Adelaide girl convicted, fined after ravenous canine to dying

The bitch was emaciated when the inspectors discovered her. Image: RSPCA

A woman cruelly starved two young Siberian huskies before one ate the other’s emaciated corpse.

An RSPCA inspector found a deceased ten-month-old male dog with a partially eaten body and an emaciated ten-month-old female while inspecting the woman’s house in September 2019.

The RSPCA believes the surviving dog consumed the deceased dog’s body in desperation after a veterinary report found the dogs had been inadequately fed at least two weeks earlier.

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During a trial, the 31-year-old Adelaide woman, who was responsible for caring for the animals, was fined $ 1,141 and placed on a two-year conduct guarantee for her treatment.

The defendant informed the inspector that she had been away for a few days without arranging for the dogs to be looked after in her absence.

The woman claimed to have set up a bowl of dog food and a container of water, but the inspector could not find any food bowls or water containers in the yard.

The RSPCA suspects that the bitch ate a second deceased dog out of desperation. Image: Barb Seidel / RSPCA

Judge Teresa Anderson described the dogs’ condition as “shocking” and said the defendant only had the dogs in her care for a short time before neglecting them.

She said the defendant must “not be responsible for animals” and imposed a ban that forbade the defendant from possessing animals until further notice.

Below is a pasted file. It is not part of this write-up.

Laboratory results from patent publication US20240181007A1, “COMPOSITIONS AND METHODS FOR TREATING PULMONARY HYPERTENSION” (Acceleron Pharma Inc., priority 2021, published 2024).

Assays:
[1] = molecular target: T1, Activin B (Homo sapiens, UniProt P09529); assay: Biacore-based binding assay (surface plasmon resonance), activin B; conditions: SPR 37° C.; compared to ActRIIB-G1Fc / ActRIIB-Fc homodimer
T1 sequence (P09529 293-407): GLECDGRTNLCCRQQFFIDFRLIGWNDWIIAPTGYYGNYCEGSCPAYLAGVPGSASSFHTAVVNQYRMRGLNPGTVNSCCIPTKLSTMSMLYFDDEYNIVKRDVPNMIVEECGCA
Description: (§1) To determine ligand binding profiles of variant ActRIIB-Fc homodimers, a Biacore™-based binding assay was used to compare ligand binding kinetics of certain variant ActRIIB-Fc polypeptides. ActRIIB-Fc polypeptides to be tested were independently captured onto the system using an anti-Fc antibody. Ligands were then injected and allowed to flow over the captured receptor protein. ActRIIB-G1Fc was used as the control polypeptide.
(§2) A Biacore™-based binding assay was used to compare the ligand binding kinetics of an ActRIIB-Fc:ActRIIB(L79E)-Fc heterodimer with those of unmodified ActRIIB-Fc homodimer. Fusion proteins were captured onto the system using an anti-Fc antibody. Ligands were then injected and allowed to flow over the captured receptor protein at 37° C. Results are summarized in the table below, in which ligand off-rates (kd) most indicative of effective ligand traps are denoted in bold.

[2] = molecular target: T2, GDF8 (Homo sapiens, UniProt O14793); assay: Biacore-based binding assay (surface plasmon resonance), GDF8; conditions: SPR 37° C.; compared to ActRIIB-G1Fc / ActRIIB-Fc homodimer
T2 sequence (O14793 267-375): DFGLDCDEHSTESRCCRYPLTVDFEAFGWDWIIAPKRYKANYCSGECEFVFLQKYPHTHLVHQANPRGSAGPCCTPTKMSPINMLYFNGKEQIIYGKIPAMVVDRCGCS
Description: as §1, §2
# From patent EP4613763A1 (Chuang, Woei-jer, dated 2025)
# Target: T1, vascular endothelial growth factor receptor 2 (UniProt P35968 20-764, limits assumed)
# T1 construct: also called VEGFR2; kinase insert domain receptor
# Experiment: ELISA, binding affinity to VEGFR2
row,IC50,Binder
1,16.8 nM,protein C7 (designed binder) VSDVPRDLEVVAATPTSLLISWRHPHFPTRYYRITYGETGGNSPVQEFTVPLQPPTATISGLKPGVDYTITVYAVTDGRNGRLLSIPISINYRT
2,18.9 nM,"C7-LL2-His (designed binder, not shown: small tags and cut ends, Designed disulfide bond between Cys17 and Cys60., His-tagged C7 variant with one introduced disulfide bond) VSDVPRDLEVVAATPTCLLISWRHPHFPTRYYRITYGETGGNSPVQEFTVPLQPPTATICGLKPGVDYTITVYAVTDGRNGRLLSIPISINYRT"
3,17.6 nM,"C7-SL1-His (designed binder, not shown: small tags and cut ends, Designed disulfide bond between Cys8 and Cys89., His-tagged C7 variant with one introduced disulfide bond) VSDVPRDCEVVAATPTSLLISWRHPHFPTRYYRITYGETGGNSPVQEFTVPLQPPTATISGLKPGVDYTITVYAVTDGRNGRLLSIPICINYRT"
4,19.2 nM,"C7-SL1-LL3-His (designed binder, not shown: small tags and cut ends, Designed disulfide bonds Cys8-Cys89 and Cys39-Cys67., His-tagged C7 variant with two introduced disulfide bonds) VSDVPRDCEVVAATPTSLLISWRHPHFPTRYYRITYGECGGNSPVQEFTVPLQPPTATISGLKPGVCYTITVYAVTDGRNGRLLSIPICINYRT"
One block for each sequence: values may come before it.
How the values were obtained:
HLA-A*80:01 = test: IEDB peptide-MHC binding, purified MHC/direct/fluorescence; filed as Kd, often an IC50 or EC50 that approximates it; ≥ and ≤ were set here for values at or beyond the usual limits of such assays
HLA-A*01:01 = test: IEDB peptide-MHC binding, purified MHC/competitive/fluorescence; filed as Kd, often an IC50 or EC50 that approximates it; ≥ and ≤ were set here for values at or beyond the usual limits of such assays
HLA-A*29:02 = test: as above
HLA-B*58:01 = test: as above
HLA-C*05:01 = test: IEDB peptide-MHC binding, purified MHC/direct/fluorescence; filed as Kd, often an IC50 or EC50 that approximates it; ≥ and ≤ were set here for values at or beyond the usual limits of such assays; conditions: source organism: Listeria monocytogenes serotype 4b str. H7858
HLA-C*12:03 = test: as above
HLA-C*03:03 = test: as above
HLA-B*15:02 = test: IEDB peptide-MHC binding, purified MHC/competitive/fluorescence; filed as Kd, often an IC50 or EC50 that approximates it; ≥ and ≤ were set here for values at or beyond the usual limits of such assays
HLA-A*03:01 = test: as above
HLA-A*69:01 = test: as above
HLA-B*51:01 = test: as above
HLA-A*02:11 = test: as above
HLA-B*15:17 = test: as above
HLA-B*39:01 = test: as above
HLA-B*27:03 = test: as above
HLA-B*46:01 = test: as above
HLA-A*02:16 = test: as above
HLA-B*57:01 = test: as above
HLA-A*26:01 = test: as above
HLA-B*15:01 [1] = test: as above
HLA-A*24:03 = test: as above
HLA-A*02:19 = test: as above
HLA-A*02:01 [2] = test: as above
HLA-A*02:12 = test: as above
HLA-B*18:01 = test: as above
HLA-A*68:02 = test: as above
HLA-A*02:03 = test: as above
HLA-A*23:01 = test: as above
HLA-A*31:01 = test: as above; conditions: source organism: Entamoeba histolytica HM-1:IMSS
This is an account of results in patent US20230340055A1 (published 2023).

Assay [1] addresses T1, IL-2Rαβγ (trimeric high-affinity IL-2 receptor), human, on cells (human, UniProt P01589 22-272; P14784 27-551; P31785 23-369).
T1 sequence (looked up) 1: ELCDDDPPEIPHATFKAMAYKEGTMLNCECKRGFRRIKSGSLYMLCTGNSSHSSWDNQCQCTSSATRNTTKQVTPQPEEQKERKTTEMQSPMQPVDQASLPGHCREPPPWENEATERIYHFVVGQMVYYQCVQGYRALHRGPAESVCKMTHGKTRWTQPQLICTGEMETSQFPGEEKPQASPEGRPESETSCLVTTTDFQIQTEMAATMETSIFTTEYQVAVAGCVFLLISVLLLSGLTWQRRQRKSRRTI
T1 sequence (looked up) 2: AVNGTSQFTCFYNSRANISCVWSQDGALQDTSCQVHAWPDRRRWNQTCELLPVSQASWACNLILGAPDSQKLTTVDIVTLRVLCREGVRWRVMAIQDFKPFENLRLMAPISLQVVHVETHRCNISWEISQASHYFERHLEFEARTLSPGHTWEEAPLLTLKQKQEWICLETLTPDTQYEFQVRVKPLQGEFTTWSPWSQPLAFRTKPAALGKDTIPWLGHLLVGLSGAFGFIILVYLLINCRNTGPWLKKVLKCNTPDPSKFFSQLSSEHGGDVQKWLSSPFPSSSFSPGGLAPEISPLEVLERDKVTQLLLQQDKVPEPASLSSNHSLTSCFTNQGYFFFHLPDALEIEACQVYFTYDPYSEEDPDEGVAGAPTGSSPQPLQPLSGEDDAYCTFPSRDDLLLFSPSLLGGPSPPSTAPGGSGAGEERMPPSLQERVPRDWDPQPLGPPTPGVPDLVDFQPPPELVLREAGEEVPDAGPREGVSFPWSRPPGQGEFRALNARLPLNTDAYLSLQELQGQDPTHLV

The defendant was sentenced to three months’ suspended prison sentence because she had no history of animal abuse and because of her personal circumstances.

Within three weeks under the care of RSPCA South Australia, the female dog Stormy gained 76 percent of her original body weight and eventually regained full health before finding a home in November 2019.

The ten-month-old bitch Stormy was housed again after her recovery.  Image: RSPCAThe ten-month-old bitch Stormy was housed again after her recovery. Image: RSPCA

RSPCA South Australia’s Chief Inspector Andrea Lewis described the case as an example of people taking in dogs without acknowledging the responsibilities associated with pet ownership.

“It is totally unacceptable to go out and not make arrangements to care for your animals,” said Ms. Lewis.

“This is an extreme case of neglect with tragic consequences and begs the question why this person chose dogs in the first place, especially dogs of this breed with their high need for grooming, exercise and nutrition.

“We urge people not to purchase animals unless they understand and accept what is required to properly look after them, both physically and mentally.”

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